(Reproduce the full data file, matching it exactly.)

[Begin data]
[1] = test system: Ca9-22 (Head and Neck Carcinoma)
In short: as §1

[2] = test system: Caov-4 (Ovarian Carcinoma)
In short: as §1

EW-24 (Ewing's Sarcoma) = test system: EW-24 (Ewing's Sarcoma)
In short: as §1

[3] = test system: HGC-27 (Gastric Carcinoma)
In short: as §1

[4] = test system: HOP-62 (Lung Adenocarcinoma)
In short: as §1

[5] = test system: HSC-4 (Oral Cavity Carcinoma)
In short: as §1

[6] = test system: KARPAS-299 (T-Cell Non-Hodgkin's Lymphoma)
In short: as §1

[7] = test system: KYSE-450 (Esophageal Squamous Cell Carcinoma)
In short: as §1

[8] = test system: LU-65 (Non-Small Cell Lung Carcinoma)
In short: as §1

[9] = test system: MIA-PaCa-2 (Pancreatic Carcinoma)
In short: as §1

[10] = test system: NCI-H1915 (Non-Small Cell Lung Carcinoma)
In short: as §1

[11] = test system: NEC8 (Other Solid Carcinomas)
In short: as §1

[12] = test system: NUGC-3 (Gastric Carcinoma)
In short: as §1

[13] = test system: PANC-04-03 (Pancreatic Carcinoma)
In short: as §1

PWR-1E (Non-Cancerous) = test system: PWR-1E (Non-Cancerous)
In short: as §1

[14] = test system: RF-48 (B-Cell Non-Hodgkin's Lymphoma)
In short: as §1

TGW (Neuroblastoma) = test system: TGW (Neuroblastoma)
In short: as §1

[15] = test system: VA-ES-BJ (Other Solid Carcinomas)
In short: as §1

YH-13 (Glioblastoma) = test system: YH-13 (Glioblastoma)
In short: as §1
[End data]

[1] = test system: Ca9-22 (Head and Neck Carcinoma)
In short: as §1

[2] = test system: Caov-4 (Ovarian Carcinoma)
In short: as §1

EW-24 (Ewing's Sarcoma) = test system: EW-24 (Ewing's Sarcoma)
In short: as §1

[3] = test system: HGC-27 (Gastric Carcinoma)
In short: as §1

[4] = test system: HOP-62 (Lung Adenocarcinoma)
In short: as §1

[5] = test system: HSC-4 (Oral Cavity Carcinoma)
In short: as §1

[6] = test system: KARPAS-299 (T-Cell Non-Hodgkin's Lymphoma)
In short: as §1

[7] = test system: KYSE-450 (Esophageal Squamous Cell Carcinoma)
In short: as §1

[8] = test system: LU-65 (Non-Small Cell Lung Carcinoma)
In short: as §1

[9] = test system: MIA-PaCa-2 (Pancreatic Carcinoma)
In short: as §1

[10] = test system: NCI-H1915 (Non-Small Cell Lung Carcinoma)
In short: as §1

[11] = test system: NEC8 (Other Solid Carcinomas)
In short: as §1

[12] = test system: NUGC-3 (Gastric Carcinoma)
In short: as §1

[13] = test system: PANC-04-03 (Pancreatic Carcinoma)
In short: as §1

PWR-1E (Non-Cancerous) = test system: PWR-1E (Non-Cancerous)
In short: as §1

[14] = test system: RF-48 (B-Cell Non-Hodgkin's Lymphoma)
In short: as §1

TGW (Neuroblastoma) = test system: TGW (Neuroblastoma)
In short: as §1

[15] = test system: VA-ES-BJ (Other Solid Carcinomas)
In short: as §1

YH-13 (Glioblastoma) = test system: YH-13 (Glioblastoma)
In short: as §1